Traffic fluctuates a lot, so this changes from hour to hour. It's a lot like the freeway system in a big city like Los Angeles.

speeds

Evert wrote:

BTW As you probably know, ARPANET was the first to use TCP/IP. I was working at Sandia Laboratories in Albuquerque at the time ARPANET was being developed but it was not available to us at the time that I left in late 1969. But I did “read up” about it at that time.

We did use telephone modems to communicate with sister labs (Los Alamos and Lawrence Livermore) and get Tech Bulletins from NASA.

The last segment of the Internet backbone was upgraded from 9600 Baud to T-1 in 1993. It was into and out of Lawrence Livermore Labs.

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Illiterate? Write for free help.

Speeds

Box Car wrote:

The last segment of the Internet backbone was upgraded from 9600 Baud to T-1 in 1993. It was into and out of Lawrence Livermore Labs.

That is interesting to know.

I don’t recall what speed we were using but I suspect it was 300 Baud.

Although several of my UNM classmates worked at Los Alamos and LLNL I pretty much lost contact with them when I left the Nuclear Weapon Program and started designing equipment for civilian Nuclear Power Plants.

My brother stayed at Sandia Labs until he died in 1993. He was involved in writing software and procuring computers for the seismic verification of nuclear bomb test ban compliance. He dealt with equipment at several worldwide monitoring sites and ways to send the data back without being intercepted by the Russians. (They had been intercepting the data, altering it and then sending it on.)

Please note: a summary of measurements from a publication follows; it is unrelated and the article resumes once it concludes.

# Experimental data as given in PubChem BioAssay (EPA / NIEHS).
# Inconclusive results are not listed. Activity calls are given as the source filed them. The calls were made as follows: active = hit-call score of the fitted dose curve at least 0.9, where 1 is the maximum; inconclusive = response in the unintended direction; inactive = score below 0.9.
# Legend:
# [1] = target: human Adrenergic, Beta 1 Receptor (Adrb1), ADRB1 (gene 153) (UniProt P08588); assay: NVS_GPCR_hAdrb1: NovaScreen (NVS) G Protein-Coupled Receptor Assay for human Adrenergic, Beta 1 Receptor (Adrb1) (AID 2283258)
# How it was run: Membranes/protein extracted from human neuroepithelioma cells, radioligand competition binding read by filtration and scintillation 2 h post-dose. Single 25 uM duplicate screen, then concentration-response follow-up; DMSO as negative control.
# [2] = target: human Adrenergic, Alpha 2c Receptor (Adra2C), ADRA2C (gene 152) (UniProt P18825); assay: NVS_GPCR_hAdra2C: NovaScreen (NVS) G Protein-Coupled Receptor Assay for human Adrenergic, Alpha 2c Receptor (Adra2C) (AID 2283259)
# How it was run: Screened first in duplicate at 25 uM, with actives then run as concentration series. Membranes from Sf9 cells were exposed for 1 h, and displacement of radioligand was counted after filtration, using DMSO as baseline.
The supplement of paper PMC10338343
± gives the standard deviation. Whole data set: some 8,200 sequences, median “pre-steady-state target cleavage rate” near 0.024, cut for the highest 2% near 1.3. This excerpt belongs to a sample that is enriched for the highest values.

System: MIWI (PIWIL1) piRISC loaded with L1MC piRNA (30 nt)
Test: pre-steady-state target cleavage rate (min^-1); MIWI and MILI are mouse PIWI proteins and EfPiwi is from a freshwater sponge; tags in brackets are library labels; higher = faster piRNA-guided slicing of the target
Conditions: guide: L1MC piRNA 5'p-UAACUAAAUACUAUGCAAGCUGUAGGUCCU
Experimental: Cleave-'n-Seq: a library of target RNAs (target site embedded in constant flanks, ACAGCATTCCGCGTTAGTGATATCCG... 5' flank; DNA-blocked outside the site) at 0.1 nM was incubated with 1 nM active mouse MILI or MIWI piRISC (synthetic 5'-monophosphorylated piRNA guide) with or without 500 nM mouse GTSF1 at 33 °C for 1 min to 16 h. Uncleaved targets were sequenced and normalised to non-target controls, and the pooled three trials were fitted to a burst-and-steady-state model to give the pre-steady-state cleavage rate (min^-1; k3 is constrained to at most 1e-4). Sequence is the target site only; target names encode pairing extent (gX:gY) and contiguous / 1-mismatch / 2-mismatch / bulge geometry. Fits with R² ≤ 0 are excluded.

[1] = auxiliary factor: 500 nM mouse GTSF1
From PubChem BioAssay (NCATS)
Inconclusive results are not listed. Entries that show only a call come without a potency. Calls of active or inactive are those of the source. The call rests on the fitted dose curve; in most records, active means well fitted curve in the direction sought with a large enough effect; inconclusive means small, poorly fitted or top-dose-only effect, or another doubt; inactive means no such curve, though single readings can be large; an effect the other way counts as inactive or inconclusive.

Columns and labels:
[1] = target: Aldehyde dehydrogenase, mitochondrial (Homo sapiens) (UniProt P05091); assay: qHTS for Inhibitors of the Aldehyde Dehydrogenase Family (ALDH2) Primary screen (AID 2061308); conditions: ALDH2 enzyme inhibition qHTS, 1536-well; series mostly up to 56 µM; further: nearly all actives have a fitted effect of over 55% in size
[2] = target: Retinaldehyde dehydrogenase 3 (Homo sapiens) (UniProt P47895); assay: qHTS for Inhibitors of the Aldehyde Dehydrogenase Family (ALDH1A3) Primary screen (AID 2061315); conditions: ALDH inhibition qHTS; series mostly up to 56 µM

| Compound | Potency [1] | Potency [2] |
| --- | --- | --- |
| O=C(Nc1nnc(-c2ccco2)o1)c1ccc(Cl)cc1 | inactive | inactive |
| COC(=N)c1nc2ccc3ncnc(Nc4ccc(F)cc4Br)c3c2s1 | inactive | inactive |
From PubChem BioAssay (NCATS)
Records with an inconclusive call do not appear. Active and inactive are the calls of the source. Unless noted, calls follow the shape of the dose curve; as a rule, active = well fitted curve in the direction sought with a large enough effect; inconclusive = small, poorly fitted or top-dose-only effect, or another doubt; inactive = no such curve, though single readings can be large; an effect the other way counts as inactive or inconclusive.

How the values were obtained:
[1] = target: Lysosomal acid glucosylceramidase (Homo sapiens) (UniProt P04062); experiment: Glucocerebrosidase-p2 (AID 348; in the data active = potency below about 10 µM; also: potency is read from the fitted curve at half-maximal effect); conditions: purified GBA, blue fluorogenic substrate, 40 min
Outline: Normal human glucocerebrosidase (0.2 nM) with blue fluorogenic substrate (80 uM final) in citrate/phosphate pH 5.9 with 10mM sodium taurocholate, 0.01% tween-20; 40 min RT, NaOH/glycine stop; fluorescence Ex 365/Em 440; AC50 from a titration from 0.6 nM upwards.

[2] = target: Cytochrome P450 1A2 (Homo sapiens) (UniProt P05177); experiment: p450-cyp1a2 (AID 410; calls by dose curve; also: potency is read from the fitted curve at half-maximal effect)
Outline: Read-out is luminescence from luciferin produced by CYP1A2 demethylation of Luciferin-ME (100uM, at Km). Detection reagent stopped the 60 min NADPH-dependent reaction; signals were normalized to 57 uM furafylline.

He no doubt knew in great detail the network connections and methods that were used but he could not tell me since I no longer had a Q clearance nor had a “need to know”.

we know what backbone means

Evert wrote:
Box Car wrote:

The last segment of the Internet backbone was upgraded from 9600 Baud to T-1 in 1993. It was into and out of Lawrence Livermore Labs.

That is interesting to know.

I don’t recall what speed we were using but I suspect it was 300 Baud.

Although several of my UNM classmates worked at Los Alamos and LLNL I pretty much lost contact with them when I left the Nuclear Weapon Program and started designing equipment for civilian Nuclear Power Plants.

My brother stayed at Sandia Labs until he died in 1993. He was involved in writing software and procuring computers for the seismic verification of nuclear bomb test ban compliance. He dealt with equipment at several worldwide monitoring sites and ways to send the data back without being intercepted by the Russians. (They had been intercepting the data, altering it and then sending it on.)

He no doubt knew in great detail the network connections and methods that were used but he could not tell me since I no longer had a Q clearance nor had a “need to know”.